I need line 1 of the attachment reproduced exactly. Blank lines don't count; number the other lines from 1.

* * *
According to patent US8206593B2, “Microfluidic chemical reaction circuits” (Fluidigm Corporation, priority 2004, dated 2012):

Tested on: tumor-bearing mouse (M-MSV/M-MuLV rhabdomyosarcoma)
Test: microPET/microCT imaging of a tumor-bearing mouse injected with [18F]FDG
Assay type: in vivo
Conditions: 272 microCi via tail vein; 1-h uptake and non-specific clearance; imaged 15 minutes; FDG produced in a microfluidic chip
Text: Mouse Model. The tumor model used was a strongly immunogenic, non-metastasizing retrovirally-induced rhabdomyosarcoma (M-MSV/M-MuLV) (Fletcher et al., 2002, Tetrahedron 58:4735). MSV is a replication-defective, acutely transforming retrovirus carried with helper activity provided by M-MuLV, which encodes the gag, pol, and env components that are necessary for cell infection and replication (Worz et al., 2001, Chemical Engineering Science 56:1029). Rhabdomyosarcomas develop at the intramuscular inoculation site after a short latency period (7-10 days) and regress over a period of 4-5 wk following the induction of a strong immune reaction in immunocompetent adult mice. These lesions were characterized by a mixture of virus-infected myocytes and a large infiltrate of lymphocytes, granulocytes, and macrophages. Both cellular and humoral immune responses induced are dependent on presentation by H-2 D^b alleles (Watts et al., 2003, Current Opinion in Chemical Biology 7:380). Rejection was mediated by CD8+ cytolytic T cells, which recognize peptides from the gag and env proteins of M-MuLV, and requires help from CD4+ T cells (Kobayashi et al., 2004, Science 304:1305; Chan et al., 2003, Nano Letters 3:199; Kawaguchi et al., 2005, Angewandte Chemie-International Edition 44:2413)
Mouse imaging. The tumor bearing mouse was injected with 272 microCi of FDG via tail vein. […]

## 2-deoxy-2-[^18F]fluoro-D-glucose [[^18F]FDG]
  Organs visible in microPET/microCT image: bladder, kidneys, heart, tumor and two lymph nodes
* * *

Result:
According to patent US8206593B2, “Microfluidic chemical reaction circuits” (Fluidigm Corporation, priority 2004, dated 2012):